In October 2015, Indonesia made its appearance as the guest of honor at the Frankfurt Book Fair—the first country from Southeast Asia to be so honored. Words Without Borders celebrated with our August 2015 issue, which offered work by nine poets and fiction writers. Now, three and half years later, Indonesia heads to London to appear in the same role at the London Book Fair, and we’re marking the occasion by presenting four authors, two of whom will participate in the fair.
The authors here represent a range of genres and topics in settings extending from distant planets to the very center of the earth. Novelist Clara Ng, one of the twelve authors attending the fair, contributes a moving intergalactic love story. Cen is from a “blue planet” not unlike our own, with deserts, snow, and fireflies; Tiansun hails from “the silver planet,” where the frequent meteor showers delight Cen. The lovers are separated not by their differences, but by the cruel, inexorable force of time. On Tiansun’s planet, time is measured in hon, and he has relatives who lived to ten thousand hon; but Cen’s life expectancy is a fraction of Tiansun’s. “If I can only live with you for one hon,” Tiansun declares, “then I will love you for one hon.” Now, at two thousand hon and counting, he mourns his lost love; but he has not been left totally alone.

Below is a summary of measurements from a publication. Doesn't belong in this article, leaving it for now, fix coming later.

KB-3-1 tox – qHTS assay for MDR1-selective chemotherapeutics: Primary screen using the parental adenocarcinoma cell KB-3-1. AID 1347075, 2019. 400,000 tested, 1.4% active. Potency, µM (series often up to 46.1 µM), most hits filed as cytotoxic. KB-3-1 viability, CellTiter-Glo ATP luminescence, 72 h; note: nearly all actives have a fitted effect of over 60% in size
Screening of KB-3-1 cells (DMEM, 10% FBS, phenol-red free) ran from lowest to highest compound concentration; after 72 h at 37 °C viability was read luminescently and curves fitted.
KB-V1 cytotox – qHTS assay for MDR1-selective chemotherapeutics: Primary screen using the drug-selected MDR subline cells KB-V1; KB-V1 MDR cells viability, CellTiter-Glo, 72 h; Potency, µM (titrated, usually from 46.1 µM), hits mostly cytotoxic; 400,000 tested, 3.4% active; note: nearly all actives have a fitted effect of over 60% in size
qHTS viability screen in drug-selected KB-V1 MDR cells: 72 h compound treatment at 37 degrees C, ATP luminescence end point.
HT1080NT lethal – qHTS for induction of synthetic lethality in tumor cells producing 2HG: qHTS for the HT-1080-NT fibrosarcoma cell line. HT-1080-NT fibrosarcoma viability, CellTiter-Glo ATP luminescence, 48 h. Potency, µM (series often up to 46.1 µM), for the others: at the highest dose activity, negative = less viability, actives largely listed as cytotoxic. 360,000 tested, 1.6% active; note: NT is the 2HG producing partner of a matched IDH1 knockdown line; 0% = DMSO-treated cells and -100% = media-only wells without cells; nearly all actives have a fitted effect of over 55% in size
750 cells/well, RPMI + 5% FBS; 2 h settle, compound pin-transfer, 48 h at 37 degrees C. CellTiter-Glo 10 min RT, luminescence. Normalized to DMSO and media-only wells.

In “The Prayer of the Flame that Sparked the Forest Fire,” poet M Aan Mansyur speaks of devastation that leads to rebirth. “Permit me / to turn to ash the dry leaves at the feet / of trees so that they might one day / become a greater forest,” he asks, concluding, simply, “Make me free of pride.”
Essayist Nirwan Dewanto, who’ll also be at London, trained as a geologist before moving into literature and cultural commentary. His “Geology” maps the differences between that discipline and geography: “If the nature of geography is endless horizontal movement, geology is the effort to move downward, to uncover the strata that form the topography of today. Of course, this cannot be done in any absolute way.” As he moves through this terrain, he notes, “We’ll never be able to get to the interior of the earth except through interpretation.”
And short-story writer Raudal Tanjung Banua sends an author on a unique assignment. A biographer-for-hire is summoned by a previous subject, a successful cane merchant. He assumes the businessman wants to update the earlier volume, but instead the man asks him to write the life story of a unique client: a newborn. Puzzled, he responds, “What could a baby have to show for its life?” A longer conversation with the merchant clarifies not only his assignment but his own life story, which functions as an allegory of the nation’s history.
This selection suggests the great variety of Indonesian writing and serves as a taste of the country’s vibrant literary culture. We’re delighted to share in the celebrations, and to promote this country’s literature this month and beyond.
© 2019 by Susan Harris. All rights reserved.